Reasonable variation and modification are possible within the scope of my invention which sets forth process and apparatus for treating a contaminant-containing hydrocarbon stream, including recycling a portion of the light fraction of the treated hydrocarbon to prevent condensation during treatment.
I claim: 1. A hydrocarbon treating process, comprising: feeding into an accumulation zone a hydrocarbon feed comprising a lower-boiling component and a higherboiling component and containing a contaminant; removing overhead from said accumulation zone in vapor state at a temperature intermediate the boiling points of said lower-boiling component and said higher-boiling component, a treater feed stream comprising an equilibrium mixture of said lower-boiling component and said higher-boiling component and said contaminant; and removing an equilibrium liquid mixture from the accumulation zone contacting said treater feed stream in an extraction zone, with a liquid treating agent having an afiinity for said contaminant, at a temperature intermediate the boiling points of said lower-boiling component and said higher-boiling component at the pressure of said extraction zone;
withdrawing a stream containing substantially all of said treating agent and said contaminant, from said extraction zone;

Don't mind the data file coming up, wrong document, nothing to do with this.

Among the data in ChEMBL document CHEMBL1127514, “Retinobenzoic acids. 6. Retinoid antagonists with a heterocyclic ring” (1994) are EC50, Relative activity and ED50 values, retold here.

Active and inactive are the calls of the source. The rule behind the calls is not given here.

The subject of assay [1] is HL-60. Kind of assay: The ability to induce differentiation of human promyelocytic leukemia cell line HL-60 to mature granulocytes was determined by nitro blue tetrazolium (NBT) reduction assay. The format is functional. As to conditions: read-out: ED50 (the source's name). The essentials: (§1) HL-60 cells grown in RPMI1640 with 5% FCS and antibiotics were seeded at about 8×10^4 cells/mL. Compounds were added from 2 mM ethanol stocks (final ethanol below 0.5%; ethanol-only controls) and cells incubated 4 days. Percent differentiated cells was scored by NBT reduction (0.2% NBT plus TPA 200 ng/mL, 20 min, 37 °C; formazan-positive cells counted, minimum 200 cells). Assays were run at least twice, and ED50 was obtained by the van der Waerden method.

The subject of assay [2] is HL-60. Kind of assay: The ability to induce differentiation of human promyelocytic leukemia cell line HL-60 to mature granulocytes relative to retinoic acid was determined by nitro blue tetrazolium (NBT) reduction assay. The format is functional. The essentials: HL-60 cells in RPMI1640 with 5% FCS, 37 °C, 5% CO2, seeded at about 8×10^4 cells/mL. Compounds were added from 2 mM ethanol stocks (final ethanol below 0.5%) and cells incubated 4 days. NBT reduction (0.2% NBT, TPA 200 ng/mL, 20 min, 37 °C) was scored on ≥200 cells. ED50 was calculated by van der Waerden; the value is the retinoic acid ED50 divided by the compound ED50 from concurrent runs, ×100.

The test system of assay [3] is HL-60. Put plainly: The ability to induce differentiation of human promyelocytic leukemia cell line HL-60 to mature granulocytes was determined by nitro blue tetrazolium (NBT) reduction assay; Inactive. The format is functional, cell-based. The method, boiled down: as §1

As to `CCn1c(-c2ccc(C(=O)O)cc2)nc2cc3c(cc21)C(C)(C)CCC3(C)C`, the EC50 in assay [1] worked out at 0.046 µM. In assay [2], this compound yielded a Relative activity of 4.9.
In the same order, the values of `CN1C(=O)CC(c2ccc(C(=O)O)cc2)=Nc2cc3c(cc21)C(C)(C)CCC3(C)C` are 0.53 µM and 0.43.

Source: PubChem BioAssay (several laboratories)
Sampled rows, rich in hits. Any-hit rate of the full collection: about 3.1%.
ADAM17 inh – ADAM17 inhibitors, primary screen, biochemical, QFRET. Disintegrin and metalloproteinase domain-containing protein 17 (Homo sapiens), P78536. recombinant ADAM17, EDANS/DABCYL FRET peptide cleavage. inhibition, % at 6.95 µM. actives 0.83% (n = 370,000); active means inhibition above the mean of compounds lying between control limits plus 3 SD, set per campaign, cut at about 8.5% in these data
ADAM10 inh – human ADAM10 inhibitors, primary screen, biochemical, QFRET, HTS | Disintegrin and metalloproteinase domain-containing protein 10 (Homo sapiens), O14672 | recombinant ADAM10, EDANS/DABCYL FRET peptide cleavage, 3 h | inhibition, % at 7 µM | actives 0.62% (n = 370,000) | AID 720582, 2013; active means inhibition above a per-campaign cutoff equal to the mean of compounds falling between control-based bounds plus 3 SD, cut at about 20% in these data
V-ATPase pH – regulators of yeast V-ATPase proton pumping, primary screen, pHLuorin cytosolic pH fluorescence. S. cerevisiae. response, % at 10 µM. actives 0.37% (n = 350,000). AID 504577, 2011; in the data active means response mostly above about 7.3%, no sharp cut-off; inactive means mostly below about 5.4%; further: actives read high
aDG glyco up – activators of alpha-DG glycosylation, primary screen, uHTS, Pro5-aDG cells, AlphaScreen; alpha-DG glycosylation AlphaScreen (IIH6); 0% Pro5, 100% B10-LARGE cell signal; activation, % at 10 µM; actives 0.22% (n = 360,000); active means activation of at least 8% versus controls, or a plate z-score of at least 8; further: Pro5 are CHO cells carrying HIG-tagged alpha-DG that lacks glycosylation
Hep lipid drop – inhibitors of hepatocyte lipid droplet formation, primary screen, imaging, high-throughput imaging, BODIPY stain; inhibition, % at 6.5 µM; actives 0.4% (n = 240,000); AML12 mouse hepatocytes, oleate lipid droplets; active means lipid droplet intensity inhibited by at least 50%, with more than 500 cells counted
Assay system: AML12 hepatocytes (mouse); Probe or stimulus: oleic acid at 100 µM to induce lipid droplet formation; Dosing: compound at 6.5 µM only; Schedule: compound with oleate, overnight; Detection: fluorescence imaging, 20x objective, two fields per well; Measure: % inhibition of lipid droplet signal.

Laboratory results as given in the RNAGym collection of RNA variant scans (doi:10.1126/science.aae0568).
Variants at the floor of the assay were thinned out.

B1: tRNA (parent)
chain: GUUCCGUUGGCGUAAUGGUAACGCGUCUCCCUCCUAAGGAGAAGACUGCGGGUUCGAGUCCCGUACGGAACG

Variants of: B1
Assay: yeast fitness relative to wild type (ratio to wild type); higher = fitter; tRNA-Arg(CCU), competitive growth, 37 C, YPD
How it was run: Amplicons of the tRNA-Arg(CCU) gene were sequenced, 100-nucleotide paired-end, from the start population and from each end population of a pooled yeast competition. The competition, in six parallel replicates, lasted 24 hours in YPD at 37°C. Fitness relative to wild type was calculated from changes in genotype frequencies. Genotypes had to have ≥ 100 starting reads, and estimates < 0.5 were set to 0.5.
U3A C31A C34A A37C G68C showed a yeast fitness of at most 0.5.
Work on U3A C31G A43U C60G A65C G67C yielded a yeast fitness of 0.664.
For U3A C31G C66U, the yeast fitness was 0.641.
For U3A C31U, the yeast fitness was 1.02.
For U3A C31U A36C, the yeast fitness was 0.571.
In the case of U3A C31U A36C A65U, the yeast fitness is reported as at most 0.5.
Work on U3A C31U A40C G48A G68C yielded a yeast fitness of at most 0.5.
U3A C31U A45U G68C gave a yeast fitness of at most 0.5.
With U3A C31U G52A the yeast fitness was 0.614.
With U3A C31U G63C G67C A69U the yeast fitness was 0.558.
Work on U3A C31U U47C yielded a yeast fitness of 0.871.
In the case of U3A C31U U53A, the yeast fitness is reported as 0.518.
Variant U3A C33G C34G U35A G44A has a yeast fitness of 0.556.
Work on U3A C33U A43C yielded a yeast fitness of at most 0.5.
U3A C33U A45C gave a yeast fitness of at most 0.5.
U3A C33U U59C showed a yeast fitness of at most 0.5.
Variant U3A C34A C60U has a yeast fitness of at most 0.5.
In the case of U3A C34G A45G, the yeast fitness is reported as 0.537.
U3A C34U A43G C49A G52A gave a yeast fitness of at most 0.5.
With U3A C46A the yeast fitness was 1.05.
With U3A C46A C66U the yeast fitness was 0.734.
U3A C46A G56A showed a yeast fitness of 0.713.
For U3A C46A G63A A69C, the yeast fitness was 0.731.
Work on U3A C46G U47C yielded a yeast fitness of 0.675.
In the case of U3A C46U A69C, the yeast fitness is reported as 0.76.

withdrawing a substantially contaminant-free hydrocarbon stream from said extraction zone;
separating said relatively contaminant-free hydrocarbon stream into a first fraction containing the predominant amount of said lower-boiling component and a second fraction containing the predominant amount of said higher-boiling component;
recovering said second fraction as a product of the process; and
recycling a suflicient amount of said first fraction to said hydrocarbon feed, to increase the ratio of the amount of said lower-boiling component in said feed to the amount of said higher-boiling component in said feed to maintain the desired flow of said higher-boiling component in the vapor state at said temperature and said pressure in said extraction zone.
2. The process of claim 1 wherein said treating agent is an aliphatic amine.
3. The process of claim 2 wherein said aliphatic amine is selected from the group consisting of monoethanol amine, diethanol amine and triethanol amine, and wherein said lower-boiling component is ethane and said higherboiling component is propane and said contaminant is an acid gas.
4. A hydrocarbon treating process, comprising: